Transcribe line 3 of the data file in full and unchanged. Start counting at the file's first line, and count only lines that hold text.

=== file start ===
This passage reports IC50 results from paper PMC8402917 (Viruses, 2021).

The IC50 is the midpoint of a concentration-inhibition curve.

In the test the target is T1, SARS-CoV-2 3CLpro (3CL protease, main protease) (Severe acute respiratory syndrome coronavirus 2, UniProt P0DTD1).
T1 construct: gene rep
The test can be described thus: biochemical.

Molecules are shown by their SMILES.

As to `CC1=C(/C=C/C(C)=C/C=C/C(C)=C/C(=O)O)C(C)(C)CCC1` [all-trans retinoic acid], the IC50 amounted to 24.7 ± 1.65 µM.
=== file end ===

In the test the target is T1, SARS-CoV-2 3CLpro (3CL protease, main protease) (Severe acute respiratory syndrome coronavirus 2, UniProt P0DTD1).